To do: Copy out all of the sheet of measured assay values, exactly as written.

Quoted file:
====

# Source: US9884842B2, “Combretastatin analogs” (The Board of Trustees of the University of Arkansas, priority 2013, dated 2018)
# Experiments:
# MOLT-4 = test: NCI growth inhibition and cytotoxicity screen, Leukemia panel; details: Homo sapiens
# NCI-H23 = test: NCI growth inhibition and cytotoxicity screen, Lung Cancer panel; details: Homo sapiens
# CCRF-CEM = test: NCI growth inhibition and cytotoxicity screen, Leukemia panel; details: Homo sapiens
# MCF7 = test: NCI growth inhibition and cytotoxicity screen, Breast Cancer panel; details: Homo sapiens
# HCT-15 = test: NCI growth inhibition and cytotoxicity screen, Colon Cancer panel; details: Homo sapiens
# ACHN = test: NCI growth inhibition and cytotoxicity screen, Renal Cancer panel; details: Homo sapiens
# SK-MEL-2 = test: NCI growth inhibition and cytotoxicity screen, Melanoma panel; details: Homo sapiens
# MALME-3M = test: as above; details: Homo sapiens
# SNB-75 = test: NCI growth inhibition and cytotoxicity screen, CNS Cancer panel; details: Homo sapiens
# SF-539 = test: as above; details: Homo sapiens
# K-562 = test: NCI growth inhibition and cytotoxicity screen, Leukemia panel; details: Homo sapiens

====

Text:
# Source: US9884842B2, “Combretastatin analogs” (The Board of Trustees of the University of Arkansas, priority 2013, dated 2018)
# Experiments:
# MOLT-4 = test: NCI growth inhibition and cytotoxicity screen, Leukemia panel; details: Homo sapiens
# NCI-H23 = test: NCI growth inhibition and cytotoxicity screen, Lung Cancer panel; details: Homo sapiens
# CCRF-CEM = test: NCI growth inhibition and cytotoxicity screen, Leukemia panel; details: Homo sapiens
# MCF7 = test: NCI growth inhibition and cytotoxicity screen, Breast Cancer panel; details: Homo sapiens
# HCT-15 = test: NCI growth inhibition and cytotoxicity screen, Colon Cancer panel; details: Homo sapiens
# ACHN = test: NCI growth inhibition and cytotoxicity screen, Renal Cancer panel; details: Homo sapiens
# SK-MEL-2 = test: NCI growth inhibition and cytotoxicity screen, Melanoma panel; details: Homo sapiens
# MALME-3M = test: as above; details: Homo sapiens
# SNB-75 = test: NCI growth inhibition and cytotoxicity screen, CNS Cancer panel; details: Homo sapiens
# SF-539 = test: as above; details: Homo sapiens
# K-562 = test: NCI growth inhibition and cytotoxicity screen, Leukemia panel; details: Homo sapiens